History of Europe

A Spanish-style Taj Mahal

Madrid's Almudena Cathedral It is due to the interest that María de las Mercedes de Orleans put into its construction. , first wife of King Alfonso XII . After his untimely death, the heartbroken widower wanted to fulfill his wife's wish and stipulated that, as in the case of the Taj Mahal , the cathedral would be his mausoleum and would go down in history as a testimony of his love.

The project, which began in 1883, however, was not completed until the end of the 20th century, specifically 1993, when Pope John Paul II consecrated it. The Almudena Cathedral is neoclassical on the outside and neo-Gothic on the inside, with a neo-Romanesque crypt without this concurrence of neos resulting in any prejudice. It has a Latin cross floor plan, apse with an ambulatory, 13 chapels, three altars, a dome 20 meters in diameter that is Gothic on the inside and Baroque on the outside, a unique case in Christianity.

Madrid, with its modesty of being only a town in the times of the Habsburgs, never had a cathedral like so many other much smaller Spanish cities. This was due to the fact that the archbishops of Toledo never consented to having a bishop in the capital, fearful of losing his influence at court. Finally, the historical mess was corrected in 1885 when the diocese of Madrid was created. Yes, they already had a bishop, but what about the cathedral? At first, the Collegiate Church of San Isidro functioned as such. , but it was evident that a city like Madrid needed an egregious building. Fortunately, the ingenuity of María de las Mercedes appeared. The result looks visible today.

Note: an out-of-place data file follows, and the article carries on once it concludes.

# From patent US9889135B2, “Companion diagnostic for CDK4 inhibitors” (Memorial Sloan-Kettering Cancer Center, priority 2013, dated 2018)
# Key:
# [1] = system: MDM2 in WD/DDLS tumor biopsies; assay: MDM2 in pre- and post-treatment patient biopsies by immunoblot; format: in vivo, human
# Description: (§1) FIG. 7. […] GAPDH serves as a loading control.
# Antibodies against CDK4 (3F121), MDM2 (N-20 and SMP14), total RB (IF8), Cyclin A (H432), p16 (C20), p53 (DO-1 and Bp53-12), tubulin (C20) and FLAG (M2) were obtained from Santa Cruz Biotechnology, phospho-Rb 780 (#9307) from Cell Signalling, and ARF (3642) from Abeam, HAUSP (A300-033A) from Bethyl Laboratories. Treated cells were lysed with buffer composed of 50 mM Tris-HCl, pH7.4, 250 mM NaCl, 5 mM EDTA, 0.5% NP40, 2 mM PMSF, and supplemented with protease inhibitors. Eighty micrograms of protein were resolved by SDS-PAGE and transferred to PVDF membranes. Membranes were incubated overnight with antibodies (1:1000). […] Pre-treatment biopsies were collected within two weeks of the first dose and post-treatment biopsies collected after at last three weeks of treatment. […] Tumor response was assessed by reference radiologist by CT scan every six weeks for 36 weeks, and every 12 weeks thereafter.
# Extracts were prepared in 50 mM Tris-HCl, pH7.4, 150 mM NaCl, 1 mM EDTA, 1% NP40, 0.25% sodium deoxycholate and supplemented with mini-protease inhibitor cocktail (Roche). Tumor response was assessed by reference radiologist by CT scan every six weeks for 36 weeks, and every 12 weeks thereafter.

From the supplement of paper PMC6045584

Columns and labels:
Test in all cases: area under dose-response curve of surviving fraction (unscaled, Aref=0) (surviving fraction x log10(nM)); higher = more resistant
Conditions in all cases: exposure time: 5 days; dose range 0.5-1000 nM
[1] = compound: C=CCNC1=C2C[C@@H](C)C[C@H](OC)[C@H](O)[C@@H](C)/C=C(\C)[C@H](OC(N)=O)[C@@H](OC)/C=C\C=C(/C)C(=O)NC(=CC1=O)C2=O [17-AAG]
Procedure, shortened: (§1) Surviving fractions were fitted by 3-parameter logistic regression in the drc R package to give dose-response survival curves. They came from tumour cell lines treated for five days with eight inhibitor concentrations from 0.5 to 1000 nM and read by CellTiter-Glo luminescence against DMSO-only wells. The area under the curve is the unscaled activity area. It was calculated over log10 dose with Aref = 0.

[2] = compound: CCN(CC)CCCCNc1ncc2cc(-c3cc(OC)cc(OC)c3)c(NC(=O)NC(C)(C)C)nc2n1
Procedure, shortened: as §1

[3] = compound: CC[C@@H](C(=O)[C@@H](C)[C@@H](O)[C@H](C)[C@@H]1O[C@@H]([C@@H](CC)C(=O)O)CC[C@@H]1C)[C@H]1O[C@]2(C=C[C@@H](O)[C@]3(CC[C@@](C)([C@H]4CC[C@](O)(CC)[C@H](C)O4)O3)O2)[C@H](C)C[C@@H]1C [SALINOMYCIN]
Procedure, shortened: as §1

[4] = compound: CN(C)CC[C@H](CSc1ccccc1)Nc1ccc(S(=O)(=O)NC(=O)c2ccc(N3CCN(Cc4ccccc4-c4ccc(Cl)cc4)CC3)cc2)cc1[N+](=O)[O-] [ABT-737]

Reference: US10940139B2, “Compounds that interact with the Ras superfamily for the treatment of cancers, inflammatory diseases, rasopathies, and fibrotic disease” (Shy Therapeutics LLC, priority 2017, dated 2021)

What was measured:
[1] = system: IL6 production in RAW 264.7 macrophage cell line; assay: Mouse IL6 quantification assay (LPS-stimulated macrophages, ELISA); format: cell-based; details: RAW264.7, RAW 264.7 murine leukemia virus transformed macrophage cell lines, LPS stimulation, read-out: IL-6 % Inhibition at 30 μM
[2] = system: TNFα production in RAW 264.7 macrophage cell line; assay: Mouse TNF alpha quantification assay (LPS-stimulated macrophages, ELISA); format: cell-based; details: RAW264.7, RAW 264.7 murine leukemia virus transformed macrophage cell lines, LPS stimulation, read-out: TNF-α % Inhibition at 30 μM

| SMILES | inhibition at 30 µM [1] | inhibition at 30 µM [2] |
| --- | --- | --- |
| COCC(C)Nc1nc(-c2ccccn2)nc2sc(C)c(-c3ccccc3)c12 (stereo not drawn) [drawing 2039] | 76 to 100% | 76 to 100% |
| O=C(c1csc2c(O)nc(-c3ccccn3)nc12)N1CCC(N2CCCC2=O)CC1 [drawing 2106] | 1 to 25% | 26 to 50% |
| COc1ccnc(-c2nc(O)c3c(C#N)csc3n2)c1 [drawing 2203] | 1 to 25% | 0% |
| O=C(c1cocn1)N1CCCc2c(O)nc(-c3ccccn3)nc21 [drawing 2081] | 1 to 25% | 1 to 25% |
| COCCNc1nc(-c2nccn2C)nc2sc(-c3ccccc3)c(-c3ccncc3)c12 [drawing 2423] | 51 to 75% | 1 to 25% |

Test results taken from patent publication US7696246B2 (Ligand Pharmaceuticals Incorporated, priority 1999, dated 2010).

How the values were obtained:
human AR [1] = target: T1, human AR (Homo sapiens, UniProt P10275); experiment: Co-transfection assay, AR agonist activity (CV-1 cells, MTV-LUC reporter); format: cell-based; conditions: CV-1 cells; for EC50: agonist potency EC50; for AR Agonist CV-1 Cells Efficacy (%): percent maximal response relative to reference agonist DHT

Finally, since November 8, 2000, the mortal remains of the queen rest under the image of the patron saint of Madrid, veiled by the inscription that Alfonso XII himself wrote in memory of her beloved:

Mary of the Mercedes. From Alfonso, sweetest wife

The Taj Mahal Indian, the most famous marble teardrop on the planet, was ordered to be built by the Mughal emperor Shah Jahan in memory of his wife Mumtaz Mahal in the 17th century and today it attracts thousands of tourists every year. The empress died during childbirth after giving birth to fourteen children. In Agra, the Tal Mahal stands as a splendid white exclamation point within the pink apostrophe of love. It took 22 years of work to build, cost three million rupees, 500 kilograms of gold and 20,000 workers.

Collaboration with Javier Ramos from Places with History.